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NFL Network is adding two more original series to its lineup plus a one-hour special, giving it 31 hours of unscripted and documentary programming this upcoming season, more than ever before and marking a 10-fold increase over the past five years.
The first new series, with a working title of Northern Lights, premieres Sept. 17 and follows the Barrow High School Whalers, who attend school – and play football — at the northernmost point in the U.S.
The school is so secluded that the team must fly at least 500 miles for every away game, while home games are played on a blue, turf field on a narrow strip of land between the Arctic Ocean and a frozen lagoon.
The eight-episode series comes from Leftfield Pictures, the company behind reality shows like Pawn Stars and American Restoration.
“They pitched it, and it struck a chord in several departments, because it’s a positive portrayal of youth,” said NFL Media vp of programming Ron Semiao. “We’d like to see this as a series lasting several years, following teams in other towns and even revisiting the Whalers.”
Another new series is likened to the Emmy-nominated A Football Life, which will return for a fifth season on Sept. 18. While NFL Network won’t announce the new show until October, insiders say it will profile teams, events and topics in six one-hour episodes, similar to how A Football Life profiles individuals.
Players and coaches profiled this year on A Football Life will include Jerome Bettis, Dick Vermeil, Terrell Owens and Mike Singletary.
As for the new one-hour special this season, it’s called Do Your Job: Bill Belichick and the 2014 Patriots, and it will explore the bumpy road taken by last year’s Super Bowl-winning team, including rare interviews with Coach Bill Belichick and team owner Robert Kraft. A trailer below features a discussion about the game-winning defensive play called when the Seattle Seahawks were at the goal line near the end of Super Bowl XLIX.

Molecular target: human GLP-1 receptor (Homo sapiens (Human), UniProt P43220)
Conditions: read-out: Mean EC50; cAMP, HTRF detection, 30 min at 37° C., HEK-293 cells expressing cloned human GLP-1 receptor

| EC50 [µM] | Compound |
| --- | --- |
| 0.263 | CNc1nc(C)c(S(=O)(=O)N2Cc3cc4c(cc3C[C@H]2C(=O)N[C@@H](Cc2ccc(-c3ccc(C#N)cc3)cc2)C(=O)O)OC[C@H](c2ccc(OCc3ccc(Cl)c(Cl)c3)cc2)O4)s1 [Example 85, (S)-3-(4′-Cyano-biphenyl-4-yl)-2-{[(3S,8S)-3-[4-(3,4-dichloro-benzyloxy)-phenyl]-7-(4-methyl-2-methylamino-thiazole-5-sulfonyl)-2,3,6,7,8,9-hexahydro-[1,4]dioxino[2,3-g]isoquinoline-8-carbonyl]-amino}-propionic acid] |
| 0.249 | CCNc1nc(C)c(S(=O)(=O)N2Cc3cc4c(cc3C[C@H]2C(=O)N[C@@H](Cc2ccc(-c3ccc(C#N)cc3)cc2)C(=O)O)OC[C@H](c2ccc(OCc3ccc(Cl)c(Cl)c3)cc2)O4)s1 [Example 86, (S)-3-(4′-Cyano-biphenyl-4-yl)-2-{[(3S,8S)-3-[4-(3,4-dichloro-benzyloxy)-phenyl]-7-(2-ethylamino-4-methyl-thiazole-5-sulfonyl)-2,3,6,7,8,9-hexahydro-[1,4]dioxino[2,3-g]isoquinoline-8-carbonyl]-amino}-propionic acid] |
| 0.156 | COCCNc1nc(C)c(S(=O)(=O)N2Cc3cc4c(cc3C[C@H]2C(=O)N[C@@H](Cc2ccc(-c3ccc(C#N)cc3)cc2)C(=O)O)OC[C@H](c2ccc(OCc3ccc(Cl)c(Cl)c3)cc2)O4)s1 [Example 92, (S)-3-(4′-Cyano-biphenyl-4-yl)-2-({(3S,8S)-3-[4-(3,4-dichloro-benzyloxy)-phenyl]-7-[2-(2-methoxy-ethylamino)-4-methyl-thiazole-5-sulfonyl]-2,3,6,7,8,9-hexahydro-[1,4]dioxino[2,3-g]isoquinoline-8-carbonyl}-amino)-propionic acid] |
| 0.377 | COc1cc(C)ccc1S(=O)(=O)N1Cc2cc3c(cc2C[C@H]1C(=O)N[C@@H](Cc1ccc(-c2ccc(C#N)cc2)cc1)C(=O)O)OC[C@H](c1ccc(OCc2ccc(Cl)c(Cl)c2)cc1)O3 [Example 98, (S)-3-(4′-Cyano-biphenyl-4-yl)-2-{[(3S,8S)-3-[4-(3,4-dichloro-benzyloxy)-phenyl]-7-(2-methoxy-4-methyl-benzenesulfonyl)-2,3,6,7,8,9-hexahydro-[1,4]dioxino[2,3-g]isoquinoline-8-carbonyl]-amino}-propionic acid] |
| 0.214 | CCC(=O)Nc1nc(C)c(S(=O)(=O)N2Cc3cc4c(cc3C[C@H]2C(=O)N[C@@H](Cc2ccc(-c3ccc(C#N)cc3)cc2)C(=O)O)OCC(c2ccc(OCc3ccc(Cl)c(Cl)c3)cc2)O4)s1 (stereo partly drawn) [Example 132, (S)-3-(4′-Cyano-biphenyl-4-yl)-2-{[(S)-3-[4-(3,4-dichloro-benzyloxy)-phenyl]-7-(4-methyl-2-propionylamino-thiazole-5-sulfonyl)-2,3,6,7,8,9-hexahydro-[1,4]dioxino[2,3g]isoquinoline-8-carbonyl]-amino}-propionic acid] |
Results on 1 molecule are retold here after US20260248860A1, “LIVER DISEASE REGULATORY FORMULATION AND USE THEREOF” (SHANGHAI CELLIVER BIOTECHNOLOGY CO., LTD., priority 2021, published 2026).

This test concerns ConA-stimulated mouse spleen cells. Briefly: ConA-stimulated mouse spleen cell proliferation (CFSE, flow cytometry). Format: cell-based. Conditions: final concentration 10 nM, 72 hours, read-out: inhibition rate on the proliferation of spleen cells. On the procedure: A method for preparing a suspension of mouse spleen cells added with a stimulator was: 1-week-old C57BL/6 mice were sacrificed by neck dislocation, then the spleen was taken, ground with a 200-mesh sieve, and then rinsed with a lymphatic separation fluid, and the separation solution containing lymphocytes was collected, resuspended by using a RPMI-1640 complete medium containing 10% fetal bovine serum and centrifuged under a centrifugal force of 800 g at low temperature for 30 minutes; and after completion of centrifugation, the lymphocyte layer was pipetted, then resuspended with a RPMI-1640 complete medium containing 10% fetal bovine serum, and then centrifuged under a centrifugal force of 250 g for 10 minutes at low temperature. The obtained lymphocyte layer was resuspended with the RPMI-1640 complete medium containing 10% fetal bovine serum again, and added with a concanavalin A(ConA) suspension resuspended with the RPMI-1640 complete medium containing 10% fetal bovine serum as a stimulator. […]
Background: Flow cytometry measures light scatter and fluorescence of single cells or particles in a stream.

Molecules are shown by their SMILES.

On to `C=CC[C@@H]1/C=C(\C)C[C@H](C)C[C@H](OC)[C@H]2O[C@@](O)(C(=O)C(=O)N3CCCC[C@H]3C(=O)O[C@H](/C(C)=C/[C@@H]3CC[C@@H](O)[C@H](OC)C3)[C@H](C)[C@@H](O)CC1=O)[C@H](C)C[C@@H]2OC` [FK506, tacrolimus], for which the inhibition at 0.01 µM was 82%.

Do Your Job also could be an annual event with whichever team wins the prior year’s Super Bowl.
“I don’t know if Green Bay Packers Coach Mike McCarthy would be as interesting as Belichick, but it could be cool,” joked Semiao. “You never know. Sometimes these things take on a life of their own.”
NFL Network has been steadily beefing up its original programming, with three hours in 2010 followed by 10 hours the next year and 24 hours in 2014. In recent focus groups, NFL fans said they liked the original shows — when they were exposed to them.
“We were surprised how many people didn’t know we offered this kind of programming,” Semiao said. “It’s all about better serving our fans. We saw the success with A Football Life and have dipped our toe in more. There’s no magic number of original hours we have in mind.”
One show from last year about scouting for the New York Giants, called Finding Giants, won’t be returning. “Football scouts do a lot of driving and drink a lot of coffee. It was like Seinfeld, a show about nothing — but interesting,” quipped Semiao.
The network’s most viewed original show recently has been Undrafted, with an average viewership of 1.2 million. As part of an eight-game pact with CBS, the show about undrafted former college standouts trying to earn a spot on an NFL team will have its season debut Sept. 16 on CBS before moving back to the NFL Network. Undrafted is produced by NFL Network in association with Mandalay Sports Media, DG West and Indigenous Films.
NFL Network is in 72 million homes and its $1.31 per subscriber affiliate fee is fourth highest, with only ESPN, TNT and the Disney Channel commanding more, according to SNL Kagan. The research firm also said NFL Network will garner $1.32 billion in operating revenue this year, 10th highest among the top 195 active basic cable networks.
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